Interesting pass defense numbers vs La Tech

Paul Rhoads said something I thought was interesting Tuesday night. He talked about how the pass defense actually wound up being pretty solid and referenced how he liked the average yards per pass allowed.

“The yards per attempt that we gave up in that game were really good numbers. I think people maybe lose sight of that.”

That was his quote, so that made me curious about what a good yards per pass average was.

For the game, La Tech averaged 6.8 yards per attempt. That number is lower than the one given up by Arkansas’ 2014 defense (6.9), which was obviously a really good unit, but still ranked eighth in the SEC in opponent yards per attempt.

The interesting thing was separating the first three quarters from the fourth. Obviously they struggled to limit La Tech up until the fourth, when they turned it on defensively for the drive and a half they were out there.

The first three quarters, La Tech averaged 7.9 yards per pass. For reference, Arkansas’ defense gave up 8.2 last year, which was last in the SEC by almost a full yard. In fact, 7.9 would’ve been last, last year, too.

The final quarter, just 2.3 (14 yards on six attempts). Will be interesting to see if they can bottle the way they played in the fourth, even though it was a small sample size. They didn’t play press with Collins the last 19 snaps, while Pulley (playing boundary at this point) pressed twice on the final drive and the game on the line. I did think La Tech got away from the quick game a bit late, but the flip side of that is it scores a go-ahead TD to answer right back if J’Mar Smith hits his WR in stride, because he’d beaten DeAndre Coley deep.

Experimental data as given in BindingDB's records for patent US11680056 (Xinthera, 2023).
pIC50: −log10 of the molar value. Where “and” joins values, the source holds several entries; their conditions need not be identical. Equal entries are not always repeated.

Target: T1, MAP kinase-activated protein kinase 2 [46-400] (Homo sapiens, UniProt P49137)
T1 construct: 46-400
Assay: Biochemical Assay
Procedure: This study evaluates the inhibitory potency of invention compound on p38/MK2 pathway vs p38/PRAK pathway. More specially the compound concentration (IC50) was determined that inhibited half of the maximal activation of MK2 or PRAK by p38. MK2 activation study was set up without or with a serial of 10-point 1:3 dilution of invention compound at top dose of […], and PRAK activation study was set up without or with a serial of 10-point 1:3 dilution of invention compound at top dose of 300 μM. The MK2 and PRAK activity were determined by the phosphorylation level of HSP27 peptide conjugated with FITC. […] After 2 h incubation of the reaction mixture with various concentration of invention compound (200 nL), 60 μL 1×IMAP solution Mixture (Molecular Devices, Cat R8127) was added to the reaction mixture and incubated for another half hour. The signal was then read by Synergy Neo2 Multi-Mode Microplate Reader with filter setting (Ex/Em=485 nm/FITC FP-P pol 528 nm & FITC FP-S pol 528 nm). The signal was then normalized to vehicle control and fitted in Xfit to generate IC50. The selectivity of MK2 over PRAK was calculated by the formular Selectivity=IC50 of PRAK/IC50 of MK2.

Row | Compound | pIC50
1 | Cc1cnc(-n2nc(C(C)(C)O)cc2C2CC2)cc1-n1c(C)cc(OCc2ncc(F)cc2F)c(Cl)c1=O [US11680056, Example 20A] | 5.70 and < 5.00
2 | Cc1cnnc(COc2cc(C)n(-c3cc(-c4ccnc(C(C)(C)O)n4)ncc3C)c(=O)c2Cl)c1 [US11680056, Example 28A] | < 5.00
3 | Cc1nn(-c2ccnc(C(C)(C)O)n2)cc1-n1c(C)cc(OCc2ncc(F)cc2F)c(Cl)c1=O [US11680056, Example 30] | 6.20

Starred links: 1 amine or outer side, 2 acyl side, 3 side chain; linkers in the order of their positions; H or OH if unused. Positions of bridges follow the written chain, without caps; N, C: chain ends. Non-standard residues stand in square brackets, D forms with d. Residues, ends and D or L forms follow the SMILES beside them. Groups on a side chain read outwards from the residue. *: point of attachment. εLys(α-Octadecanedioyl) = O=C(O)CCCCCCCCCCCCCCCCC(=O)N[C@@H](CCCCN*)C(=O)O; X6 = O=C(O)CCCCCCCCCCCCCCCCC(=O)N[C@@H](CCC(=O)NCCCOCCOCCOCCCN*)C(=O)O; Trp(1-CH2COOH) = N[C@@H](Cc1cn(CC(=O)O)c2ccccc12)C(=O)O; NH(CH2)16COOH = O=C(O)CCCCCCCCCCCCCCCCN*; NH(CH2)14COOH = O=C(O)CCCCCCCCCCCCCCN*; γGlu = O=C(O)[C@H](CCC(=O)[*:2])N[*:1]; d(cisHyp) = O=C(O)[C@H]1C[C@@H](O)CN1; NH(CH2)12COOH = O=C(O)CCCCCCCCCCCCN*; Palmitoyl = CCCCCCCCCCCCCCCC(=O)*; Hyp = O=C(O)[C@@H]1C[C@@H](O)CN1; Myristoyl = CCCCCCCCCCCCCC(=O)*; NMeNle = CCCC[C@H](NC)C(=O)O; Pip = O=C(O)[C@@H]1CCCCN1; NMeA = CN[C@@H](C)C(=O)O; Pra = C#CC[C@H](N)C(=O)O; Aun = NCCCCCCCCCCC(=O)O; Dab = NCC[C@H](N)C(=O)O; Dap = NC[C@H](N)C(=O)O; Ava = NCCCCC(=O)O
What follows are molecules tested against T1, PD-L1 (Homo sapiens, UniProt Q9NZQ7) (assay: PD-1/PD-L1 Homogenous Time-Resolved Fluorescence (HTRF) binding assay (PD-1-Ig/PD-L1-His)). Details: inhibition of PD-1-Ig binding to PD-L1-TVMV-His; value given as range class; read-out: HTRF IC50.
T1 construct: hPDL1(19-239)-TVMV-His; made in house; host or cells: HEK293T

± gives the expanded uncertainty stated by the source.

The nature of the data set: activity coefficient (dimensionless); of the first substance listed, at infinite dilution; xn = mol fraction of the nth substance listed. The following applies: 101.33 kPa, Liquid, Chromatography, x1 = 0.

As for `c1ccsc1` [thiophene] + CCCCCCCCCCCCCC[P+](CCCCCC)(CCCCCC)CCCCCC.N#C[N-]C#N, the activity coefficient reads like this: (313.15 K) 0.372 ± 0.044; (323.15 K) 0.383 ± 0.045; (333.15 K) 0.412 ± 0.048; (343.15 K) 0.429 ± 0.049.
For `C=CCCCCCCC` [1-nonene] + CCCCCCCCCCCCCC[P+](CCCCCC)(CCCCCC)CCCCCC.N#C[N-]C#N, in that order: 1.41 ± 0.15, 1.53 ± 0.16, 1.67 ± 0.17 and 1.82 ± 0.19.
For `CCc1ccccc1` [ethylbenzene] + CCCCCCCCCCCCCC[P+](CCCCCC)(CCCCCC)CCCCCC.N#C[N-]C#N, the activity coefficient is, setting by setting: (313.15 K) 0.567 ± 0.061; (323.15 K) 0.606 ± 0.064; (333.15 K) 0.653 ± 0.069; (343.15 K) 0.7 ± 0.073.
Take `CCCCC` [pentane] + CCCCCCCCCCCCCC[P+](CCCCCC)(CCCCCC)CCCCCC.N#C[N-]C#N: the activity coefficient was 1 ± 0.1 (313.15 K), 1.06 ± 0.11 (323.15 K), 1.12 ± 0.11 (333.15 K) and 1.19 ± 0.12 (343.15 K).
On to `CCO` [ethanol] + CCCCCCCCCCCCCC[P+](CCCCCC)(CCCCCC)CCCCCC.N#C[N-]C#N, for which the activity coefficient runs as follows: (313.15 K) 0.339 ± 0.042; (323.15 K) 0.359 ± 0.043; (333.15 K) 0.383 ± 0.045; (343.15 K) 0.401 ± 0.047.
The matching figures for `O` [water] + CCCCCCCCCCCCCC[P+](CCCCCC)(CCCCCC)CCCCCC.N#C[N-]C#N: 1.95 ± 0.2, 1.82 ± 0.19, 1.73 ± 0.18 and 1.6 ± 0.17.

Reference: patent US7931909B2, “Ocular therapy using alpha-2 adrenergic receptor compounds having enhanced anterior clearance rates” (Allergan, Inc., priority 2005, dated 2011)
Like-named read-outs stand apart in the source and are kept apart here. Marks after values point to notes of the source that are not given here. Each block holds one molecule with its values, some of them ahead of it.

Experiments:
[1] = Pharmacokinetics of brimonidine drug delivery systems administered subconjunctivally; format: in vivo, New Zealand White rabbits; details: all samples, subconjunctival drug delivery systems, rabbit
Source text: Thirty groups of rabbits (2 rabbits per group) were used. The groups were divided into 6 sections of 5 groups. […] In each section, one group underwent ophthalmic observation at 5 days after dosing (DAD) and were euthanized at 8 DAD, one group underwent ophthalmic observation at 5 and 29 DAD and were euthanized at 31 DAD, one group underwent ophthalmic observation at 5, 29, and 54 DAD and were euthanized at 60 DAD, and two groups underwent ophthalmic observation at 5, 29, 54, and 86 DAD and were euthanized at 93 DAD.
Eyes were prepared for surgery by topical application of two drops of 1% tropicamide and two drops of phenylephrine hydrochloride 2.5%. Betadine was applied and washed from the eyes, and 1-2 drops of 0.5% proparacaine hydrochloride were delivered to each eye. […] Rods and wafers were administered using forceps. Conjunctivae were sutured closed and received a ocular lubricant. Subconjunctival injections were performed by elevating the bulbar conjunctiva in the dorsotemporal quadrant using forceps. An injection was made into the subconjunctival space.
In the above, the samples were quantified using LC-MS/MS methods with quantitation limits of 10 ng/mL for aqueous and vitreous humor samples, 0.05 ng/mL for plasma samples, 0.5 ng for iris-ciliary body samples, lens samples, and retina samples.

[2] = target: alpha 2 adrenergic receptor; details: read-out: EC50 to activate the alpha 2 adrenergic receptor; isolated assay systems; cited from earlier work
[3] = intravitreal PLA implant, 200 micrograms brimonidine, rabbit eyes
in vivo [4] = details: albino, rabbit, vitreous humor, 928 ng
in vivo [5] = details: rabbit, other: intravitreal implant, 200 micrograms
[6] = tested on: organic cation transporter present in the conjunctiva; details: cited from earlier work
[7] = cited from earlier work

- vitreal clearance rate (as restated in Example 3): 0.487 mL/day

After a week, 6.8 yards per attempt is tied for seventh in the SEC, which is about on line with where the 2014 defense was, even though you obviously have to take into account the better competition they’ll face. Just some interesting research I did. South Carolina ranked No. 1 after week one, allowing just 3.2. Kentucky was last at 9.2. SC, Bama, Georgia and Tennessee were the only teams less than 6.

Good information, Jimmy.

That’s the problem with averages. They can tell you some things, but often not nearly enough & in fact can be misleading. I’m not sure our D played badly if we take away the 3rd Qtr, but of course we can’t take away the 3rd Qtr.

TCU averaged around 8yds against South Dakota St.

What I do know is that Todd Fitch had his 2nd string RS Freshman playing pretty well. Fitch saw mismatches and gave Robb Smith fits in the first 3 qtrs.

Now lets see what Cumbie and Meacham come up with. IMO I think they will test us early on the outside. They will see what kind of matchup they have on the outside with Taj Williams vs Collins.

For comparison’s sake, TCU’s pass defense gave up 10.7 per completion to South Dakota State.

The odds of Smith hitting a long pass were not high. Not accurate on those yet. Even if the receiver had been running by himself, not much of a chance of hooking up. How the defense plays is influenced by how dangerous the deep threat is.

One would expect TCU to test the Hogs deep, more than a few times. Then we will have a better idea of how acceptable the pass defense is.